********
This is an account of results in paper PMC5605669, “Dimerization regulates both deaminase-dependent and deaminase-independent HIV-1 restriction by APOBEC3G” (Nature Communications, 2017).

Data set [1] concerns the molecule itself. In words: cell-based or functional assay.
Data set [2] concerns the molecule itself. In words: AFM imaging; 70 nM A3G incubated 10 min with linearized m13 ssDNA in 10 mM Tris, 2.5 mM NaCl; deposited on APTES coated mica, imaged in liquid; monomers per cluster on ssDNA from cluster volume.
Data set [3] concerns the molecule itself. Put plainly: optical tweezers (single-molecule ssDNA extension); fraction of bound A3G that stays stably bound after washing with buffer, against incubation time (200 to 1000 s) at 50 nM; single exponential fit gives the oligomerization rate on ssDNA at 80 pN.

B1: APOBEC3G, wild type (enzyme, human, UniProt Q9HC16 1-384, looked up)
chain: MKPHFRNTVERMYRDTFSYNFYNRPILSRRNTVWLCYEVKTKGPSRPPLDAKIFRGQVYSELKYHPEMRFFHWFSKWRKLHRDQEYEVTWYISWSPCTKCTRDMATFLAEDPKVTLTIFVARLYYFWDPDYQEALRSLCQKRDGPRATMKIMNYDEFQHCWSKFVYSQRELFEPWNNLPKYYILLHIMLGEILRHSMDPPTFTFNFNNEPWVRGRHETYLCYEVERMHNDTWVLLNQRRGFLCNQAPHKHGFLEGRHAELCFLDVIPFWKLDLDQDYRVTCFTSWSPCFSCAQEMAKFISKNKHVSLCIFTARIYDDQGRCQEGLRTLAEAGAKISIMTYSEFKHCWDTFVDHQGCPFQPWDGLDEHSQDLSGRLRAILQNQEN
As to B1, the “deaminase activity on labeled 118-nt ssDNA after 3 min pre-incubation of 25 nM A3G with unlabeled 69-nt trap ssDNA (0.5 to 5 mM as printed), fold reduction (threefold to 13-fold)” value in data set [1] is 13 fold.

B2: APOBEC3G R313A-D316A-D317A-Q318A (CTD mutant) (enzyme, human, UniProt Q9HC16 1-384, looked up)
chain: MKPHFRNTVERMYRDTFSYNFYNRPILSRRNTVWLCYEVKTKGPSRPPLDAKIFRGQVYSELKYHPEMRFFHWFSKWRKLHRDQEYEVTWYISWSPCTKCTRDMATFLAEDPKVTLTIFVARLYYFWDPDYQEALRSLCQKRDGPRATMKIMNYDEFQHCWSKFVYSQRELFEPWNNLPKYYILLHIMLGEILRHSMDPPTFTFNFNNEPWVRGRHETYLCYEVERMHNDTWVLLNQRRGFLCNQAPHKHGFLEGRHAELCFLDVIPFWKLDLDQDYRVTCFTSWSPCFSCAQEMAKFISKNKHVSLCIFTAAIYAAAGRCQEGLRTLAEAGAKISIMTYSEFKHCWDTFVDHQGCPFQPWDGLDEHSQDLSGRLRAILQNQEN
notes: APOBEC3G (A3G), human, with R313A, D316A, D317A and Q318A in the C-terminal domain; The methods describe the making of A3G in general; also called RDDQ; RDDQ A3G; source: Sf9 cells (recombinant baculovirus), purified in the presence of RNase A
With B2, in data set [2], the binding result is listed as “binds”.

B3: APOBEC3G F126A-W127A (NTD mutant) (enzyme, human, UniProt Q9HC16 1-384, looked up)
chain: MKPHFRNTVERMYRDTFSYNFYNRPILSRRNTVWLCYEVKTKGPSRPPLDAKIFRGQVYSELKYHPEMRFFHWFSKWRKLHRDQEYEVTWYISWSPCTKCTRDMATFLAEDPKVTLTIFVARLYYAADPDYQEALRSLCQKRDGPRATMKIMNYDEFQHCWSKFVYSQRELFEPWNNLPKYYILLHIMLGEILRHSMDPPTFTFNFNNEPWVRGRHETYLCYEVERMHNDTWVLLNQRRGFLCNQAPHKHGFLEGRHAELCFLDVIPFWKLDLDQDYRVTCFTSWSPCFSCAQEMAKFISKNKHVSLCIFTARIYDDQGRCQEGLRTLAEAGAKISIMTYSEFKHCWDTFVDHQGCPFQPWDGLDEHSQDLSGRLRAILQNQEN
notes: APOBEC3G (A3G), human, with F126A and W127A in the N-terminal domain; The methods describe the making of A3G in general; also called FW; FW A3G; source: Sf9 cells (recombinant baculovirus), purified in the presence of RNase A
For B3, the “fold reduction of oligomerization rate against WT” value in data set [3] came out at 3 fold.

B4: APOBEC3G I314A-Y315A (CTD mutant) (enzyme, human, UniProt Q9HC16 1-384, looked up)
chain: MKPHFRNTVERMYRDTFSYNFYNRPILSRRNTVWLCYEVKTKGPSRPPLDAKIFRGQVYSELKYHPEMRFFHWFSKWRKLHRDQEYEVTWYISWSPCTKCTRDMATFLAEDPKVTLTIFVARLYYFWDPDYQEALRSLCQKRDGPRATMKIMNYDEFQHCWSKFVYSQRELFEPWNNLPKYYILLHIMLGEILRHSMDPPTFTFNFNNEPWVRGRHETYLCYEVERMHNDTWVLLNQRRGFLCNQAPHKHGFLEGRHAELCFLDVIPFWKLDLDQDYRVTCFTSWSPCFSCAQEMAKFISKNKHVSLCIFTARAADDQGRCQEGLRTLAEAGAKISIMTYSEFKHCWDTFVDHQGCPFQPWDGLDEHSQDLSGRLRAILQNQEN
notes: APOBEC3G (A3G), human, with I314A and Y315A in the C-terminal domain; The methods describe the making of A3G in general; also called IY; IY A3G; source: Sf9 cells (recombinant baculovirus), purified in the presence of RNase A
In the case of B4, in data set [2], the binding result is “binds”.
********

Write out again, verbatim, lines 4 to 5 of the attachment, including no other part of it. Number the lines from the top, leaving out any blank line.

Data set [3] concerns the molecule itself. Put plainly: optical tweezers (single-molecule ssDNA extension); fraction of bound A3G that stays stably bound after washing with buffer, against incubation time (200 to 1000 s) at 50 nM; single exponential fit gives the oligomerization rate on ssDNA at 80 pN.

B1: APOBEC3G, wild type (enzyme, human, UniProt Q9HC16 1-384, looked up)